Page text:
For example, if a debtor must pay $5,000 to unsecured claim holders to satisfy the best-interests-of-creditors test in § 1325(a)(4),20 it will not be sufficient for the debtor to pay $5,000 to the Chapter 13 trustee. In addition, the debtor must pay the percentage for compensation and expenses to which the trustee is entitled in the district. If the percentage fee is 10 percent, to accomplish a distribution of $5,000 to unsecured claim holders the debtor must pay $5,555.55 to the Chapter 13 trustee.21
The Attorney General, after consultation with the U.S. trustee, fixes the compensation and expense deductions for each Chapter 13 trustee (in U.S. trustee districts).22 Under prior law, the bankruptcy courts fixed the fees of standing Chapter 13 trustees. There was some dispute whether the bankruptcy courts retained any responsibility for policing trustee fees in Chapter 13 cases during the pilot period for the U.S. trustee program.23 After the 1986 amendments to the Code, it seems doubtful that debtors’ counsel or trustees will successfully argue that the courts can alter the fees and compensation of Chapter 13 trustees after fixing by the Attorney General.24
There are incentives for the Chapter 13 trustee to ask that the standard percentage fee be adjusted from time to time. Chapter 13 trustees pride themselves that the percentage fee is as low as possible to maximize payments to creditors and minimize the cost of Chapter 13 cases. If the trustee deducts more than is necessary for compensation and reimbursement of expenses, the excess is payable to the U.S. Trustee System Fund and not to creditors or debtors.25 Experienced standing trustees closely monitor their budgets and the percentage fee deduction to avoid creating surpluses.
1 28 U.S.C. § 586(e) is not effective with respect to judicial districts for the states of Alabama and North Carolina.
2 This general rule of a maximum 10% fee applies in cases in which the debtor “is not a family farmer.” 28 U.S.C. § 586(e)(1)(B)(i). “Family farmer” is a phrase of art defined in 11 U.S.C. § 101(18). Although some debtors who meet the definition of family farmer will not be eligible for Chapter 13 relief and others will choose instead to file a Chapter 12 case, there will be situations in which an individual debtor meets the definition of family farmer, is eligible for Chapter 13 relief, and chooses to file a Chapter 13 case—for example, to take advantage of the broader discharge provision in a Chapter 13 case. See §§ 4.2 [ Debtor Not Eligible for Chapter 12 ] § 8.4 Chapter 12 Not Available or Not Helpful and 4.9 [ Discharge or Dischargeability Problems ] § 8.11 Discharge or Dischargeability Problems. See also discussion of conversion to Chapter 12 in § 323.1 [ Standing, Procedure and Strategic Considerations ] § 147.1 Standing, Procedure and Strategic Considerations. In a Chapter 13 case in which the debtor meets the definition of family farmer, 28 U.S.C. § 586(e)(1)(B)(ii) limits the (maximum) 10% deduction to “the payments made under the plan . . . in an aggregate amount not to exceed $450,000 . . . .” The trustee’s percentage fee is fixed at 3% with respect to “payments made under the plan [of a family farmer] . . . after the aggregate amount of payments made under the plan exceeds $450,000.” 28 U.S.C. § 586(e)(1)(B)(ii)(II). Because the number of Chapter 13 cases involving family farmers is small and because the subset of those cases in which payments under the plan exceed $450,000 is even smaller, the general rule prevails that 28 U.S.C. § 586(e)(1)(B) permits a maximum percentage fee of 10% with respect to Chapter 13 debtors.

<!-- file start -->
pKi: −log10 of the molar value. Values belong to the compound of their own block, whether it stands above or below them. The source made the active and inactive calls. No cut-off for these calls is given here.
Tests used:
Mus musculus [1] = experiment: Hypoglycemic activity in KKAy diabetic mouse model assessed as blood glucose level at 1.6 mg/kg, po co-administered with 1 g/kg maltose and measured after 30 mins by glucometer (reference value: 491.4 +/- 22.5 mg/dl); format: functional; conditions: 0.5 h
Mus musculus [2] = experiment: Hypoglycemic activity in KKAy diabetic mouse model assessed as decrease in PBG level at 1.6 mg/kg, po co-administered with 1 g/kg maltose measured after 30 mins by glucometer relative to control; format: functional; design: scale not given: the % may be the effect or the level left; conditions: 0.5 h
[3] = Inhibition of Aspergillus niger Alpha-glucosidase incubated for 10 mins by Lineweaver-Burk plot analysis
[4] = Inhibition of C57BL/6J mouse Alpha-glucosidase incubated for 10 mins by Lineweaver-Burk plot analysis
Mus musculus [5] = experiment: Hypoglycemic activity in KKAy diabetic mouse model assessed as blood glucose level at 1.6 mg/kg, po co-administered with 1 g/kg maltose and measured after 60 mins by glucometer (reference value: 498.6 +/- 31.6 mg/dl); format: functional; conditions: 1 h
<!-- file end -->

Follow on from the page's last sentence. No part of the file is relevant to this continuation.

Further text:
3 At this writing, this maximum (including an allowance for benefits) is $154,457.
4 28 U.S.C. § 586(e)(1)(A)(ii).
5 See In re Howard, 3 B.R. 75 (Bankr. S.D. Cal. 1980); In re Breckenridge, 12 B.R. 159 (Bankr. S.D. Ohio 1980); In re Beaver, 2 B.R. 337 (Bankr. S.D. Cal. 1980).
6 See Apps. C and D for the mathematical calculation of compensation as part of the plan.
7 28 U.S.C. § 586(e)(2) reads in part: “[S]uch individual shall collect such percentage fee from all payments received by such individual under plans in the cases under chapter . . . 13 . . . for which such individual serves as standing trustee.”